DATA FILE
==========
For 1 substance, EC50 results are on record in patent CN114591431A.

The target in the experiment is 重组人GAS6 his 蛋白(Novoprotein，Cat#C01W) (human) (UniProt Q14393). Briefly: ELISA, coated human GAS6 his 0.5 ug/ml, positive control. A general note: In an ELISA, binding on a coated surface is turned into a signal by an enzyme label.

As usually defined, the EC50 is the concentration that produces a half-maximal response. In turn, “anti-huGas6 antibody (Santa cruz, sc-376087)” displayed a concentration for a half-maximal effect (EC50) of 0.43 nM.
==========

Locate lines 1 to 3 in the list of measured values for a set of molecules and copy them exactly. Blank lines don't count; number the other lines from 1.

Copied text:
For 1 substance, EC50 results are on record in patent CN114591431A.

The target in the experiment is 重组人GAS6 his 蛋白(Novoprotein，Cat#C01W) (human) (UniProt Q14393). Briefly: ELISA, coated human GAS6 his 0.5 ug/ml, positive control. A general note: In an ELISA, binding on a coated surface is turned into a signal by an enzyme label.

As usually defined, the EC50 is the concentration that produces a half-maximal response. In turn, “anti-huGas6 antibody (Santa cruz, sc-376087)” displayed a concentration for a half-maximal effect (EC50) of 0.43 nM.